The landmark Independence series ended in Lahore on Friday with Pakistan’s victory against the star studded World XI side, led by South Africa’s Faf du Plessis, to take a 2-1 win.
The three match series was more than just cricket for Pakistan as numerous side-effects to Pakistan Cricket were directly linked with success of the series, but the cricketing impact of the series can’t be neglected. While the PCB successfully managed to tell the world that it is capable of hosting international events successfully and securely, the players in middle proved that they’re at the top of their respective forms.
Babar Azam scored 179 runs in three matches and gained a significant raise in the ICC ranking for batsmen in T20 cricket. Similarly, opening batsman Ahmed Shahzad also proved that he’s not yet written off, by scoring 171 runs in three innings with an amazing average of 57.00
Babar Azam & Ahmed Shezad have been the most consistent players for Pakistan in the series
The first match of the series was smooth sailing for Pakistan. Faf du Plessis, after winning the toss, invited Pakistan to bat first and the decision immediately proved to be a correct one when Fakhar Zaman was sent back to pavilion by Morkel for 8 runs on 4th delivery of the first over.
But, after the first wicket, Ahmed Shahzad and Babar Azam turned the tables by adding 122 runs for the second wicket. Ahmad scored 39 while Azam missed a golden opportunity to become only second Pakistani to score T20I century and got out for 86.
Azam scored a brilliant 86
Shoaib Malik, with 38 off 20 deliveries, and Imad Wasim, with a late charge towards the innings, helped Pakistan post 197 runs for the loss of 5 wickets in 20 overs.
After a good display by the batsmen, it was time for Pakistan’s bowlers to showcase their skills and they did it perfectly by restricting World XI to 177 runs.
Shadab Khan, Rumman Raees and Sohail Khan got two wickets apiece to help Pakistan complete a 20 runs win.
After going down in the first match, the World XI fought back strongly in the second match and exploited the weaknesses of Pakistan’s bowling line, which was the absence of its main strike bowler, Hassan Ali.
Batting first in the second match, Pakistan managed to post a par total of 174/6 on board with Babar Azam and Ahmed Shahzad scoring 45 and 43 respectively and Shoaib Malik adding 39 from the 23 deliveries he faced.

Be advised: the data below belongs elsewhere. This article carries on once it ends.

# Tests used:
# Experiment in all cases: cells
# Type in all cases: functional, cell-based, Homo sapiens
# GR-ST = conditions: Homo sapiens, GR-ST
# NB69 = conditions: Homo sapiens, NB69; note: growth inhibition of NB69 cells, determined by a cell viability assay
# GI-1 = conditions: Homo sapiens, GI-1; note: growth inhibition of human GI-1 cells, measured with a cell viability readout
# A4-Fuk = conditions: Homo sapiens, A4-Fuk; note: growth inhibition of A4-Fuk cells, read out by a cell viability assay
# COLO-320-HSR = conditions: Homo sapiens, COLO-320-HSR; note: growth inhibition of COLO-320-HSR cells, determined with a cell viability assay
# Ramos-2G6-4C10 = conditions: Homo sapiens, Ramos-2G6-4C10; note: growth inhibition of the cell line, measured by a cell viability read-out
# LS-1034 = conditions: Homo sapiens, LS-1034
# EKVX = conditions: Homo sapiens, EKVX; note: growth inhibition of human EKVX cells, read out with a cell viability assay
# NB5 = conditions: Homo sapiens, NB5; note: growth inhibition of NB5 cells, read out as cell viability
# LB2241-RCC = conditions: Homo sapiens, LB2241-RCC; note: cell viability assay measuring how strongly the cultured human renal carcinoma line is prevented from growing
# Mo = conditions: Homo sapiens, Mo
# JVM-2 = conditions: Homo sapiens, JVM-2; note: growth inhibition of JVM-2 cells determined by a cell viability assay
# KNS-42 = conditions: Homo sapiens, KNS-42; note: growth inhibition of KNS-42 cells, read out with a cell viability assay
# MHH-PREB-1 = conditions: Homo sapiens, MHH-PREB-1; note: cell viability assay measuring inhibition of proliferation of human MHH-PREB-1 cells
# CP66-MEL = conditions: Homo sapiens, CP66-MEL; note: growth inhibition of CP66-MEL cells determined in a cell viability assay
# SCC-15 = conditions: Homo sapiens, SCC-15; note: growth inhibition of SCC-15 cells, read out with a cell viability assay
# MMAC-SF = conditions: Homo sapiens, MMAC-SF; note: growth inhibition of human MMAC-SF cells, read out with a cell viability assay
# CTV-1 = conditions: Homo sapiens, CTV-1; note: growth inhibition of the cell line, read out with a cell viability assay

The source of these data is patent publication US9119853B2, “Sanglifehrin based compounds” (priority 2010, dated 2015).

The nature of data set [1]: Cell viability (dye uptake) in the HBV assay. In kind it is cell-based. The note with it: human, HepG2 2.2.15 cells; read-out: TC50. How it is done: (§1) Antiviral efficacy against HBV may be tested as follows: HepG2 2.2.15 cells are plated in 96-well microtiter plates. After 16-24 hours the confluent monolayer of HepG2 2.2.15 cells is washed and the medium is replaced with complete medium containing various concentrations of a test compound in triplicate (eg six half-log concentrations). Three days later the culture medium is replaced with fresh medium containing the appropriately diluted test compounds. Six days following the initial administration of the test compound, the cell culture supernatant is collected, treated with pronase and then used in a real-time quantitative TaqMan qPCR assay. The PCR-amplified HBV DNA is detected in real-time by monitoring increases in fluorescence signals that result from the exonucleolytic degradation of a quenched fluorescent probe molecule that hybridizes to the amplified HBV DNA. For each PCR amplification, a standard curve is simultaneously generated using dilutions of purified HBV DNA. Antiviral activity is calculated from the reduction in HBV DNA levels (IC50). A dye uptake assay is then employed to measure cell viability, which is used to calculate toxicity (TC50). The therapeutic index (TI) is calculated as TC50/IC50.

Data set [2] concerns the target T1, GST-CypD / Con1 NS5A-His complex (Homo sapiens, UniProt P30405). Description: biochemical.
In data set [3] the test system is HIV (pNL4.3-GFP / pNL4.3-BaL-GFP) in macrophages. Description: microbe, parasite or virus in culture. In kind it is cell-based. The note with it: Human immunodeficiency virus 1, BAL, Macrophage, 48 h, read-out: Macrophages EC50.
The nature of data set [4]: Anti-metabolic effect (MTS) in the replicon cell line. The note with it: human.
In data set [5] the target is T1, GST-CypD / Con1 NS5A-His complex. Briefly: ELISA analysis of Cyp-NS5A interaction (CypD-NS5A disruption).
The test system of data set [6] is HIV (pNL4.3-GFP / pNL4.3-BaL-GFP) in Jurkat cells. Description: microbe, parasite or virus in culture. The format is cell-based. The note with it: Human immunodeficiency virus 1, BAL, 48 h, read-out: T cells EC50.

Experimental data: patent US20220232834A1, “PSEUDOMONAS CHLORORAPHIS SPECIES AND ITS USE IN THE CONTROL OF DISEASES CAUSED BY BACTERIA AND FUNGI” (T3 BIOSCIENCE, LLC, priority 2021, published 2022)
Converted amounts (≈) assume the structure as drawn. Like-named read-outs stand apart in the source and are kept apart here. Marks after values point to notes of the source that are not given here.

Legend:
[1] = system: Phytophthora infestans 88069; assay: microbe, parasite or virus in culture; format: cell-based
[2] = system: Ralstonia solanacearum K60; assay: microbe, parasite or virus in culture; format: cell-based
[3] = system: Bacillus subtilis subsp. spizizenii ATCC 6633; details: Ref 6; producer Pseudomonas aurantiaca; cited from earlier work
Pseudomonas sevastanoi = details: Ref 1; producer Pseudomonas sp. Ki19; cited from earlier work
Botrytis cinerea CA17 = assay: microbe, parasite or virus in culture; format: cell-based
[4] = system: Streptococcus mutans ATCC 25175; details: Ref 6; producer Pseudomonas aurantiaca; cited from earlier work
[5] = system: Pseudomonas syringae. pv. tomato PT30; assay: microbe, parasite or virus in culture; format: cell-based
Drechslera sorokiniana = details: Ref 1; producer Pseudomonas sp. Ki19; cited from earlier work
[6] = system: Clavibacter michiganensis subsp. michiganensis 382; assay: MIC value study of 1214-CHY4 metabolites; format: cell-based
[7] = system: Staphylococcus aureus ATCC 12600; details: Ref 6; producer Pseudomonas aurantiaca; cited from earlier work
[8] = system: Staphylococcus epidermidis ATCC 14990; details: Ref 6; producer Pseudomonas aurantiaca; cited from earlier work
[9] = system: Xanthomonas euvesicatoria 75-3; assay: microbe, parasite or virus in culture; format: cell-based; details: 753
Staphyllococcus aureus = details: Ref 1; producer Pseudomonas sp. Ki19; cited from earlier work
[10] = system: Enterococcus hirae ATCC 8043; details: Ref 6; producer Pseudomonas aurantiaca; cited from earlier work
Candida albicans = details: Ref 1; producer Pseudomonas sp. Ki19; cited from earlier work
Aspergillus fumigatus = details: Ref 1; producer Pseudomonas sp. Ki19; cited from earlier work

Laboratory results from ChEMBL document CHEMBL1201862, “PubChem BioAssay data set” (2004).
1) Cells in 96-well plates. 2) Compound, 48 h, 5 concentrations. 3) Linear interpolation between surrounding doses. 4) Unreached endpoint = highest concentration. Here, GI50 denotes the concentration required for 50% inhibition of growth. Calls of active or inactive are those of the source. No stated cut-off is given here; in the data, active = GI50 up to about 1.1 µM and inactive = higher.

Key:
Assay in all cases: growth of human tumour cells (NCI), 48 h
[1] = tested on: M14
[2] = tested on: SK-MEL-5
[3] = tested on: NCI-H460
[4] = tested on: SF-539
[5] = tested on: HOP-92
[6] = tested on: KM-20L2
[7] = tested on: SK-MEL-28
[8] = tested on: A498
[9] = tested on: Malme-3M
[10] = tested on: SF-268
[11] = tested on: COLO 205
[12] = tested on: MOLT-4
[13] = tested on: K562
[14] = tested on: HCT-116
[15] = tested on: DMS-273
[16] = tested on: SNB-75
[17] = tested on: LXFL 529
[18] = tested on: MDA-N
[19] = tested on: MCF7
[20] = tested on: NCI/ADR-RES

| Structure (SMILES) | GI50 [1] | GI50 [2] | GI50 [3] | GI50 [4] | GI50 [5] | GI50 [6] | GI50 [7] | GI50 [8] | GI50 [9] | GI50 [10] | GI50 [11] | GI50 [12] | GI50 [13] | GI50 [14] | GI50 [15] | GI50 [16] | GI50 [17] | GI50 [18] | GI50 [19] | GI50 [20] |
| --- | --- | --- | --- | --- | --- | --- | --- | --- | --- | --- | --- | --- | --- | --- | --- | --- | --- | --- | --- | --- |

However, Pakistani bowlers failed to defend 174 runs as the South African virtuoso Hashim Amla outclassed the Pakistani attack by smashing them all over the ground. Amla scored 72 off 55 deliveries and along with Thisara Perera scored 51 runs off last four overs, exposing Pakistan’s weak attack in the death overs.
Perera finished the game in style
In the third match, Pakistan looked a completely different team. Quality batting, disciplined bowling and outstanding fielding by the boys in green ensured Pakistan’s fightback in the series.
Ahmad Shahzad, with a brilliant 89 off 55, announced the return of his form, while Babar Azam continued to wow onlookers, but fell short of his half century as Pakistan posted 183 for the loss of four wickets in twenty overs.
Pakistan’s unbelievably brilliant efforts while defending the total shocked everyone as three of World XI batsmen got run-out, including Faf du Plessis who was surprised by young Shadab Khan with his lightning reactions.
Shadab Khan has been electric in the field throughout the series
Hassan Ali, who returned to Pakistan’s squad after missing the second game, got two wickets. Imaad Wasim, Usman Khan Shinwari and Rumman Raees got one wicket each as Pakistan won the decisive match by 33 runs in front of a jam packed Gaddaffi stadium.
As the eventual result reflected, the World XI vs Pakistan series was a contest between a group of players and a proper team. But it also provided Pakistan’s players a chance to prove themselves against some of the best from the world of cricket. All the games were equally well fought, especially the last one in which Pakistan showed its class and that too its bowling class in a format which is usually dominated by the batsmen. All in all, it was as successful a series as the organisers could have hoped for.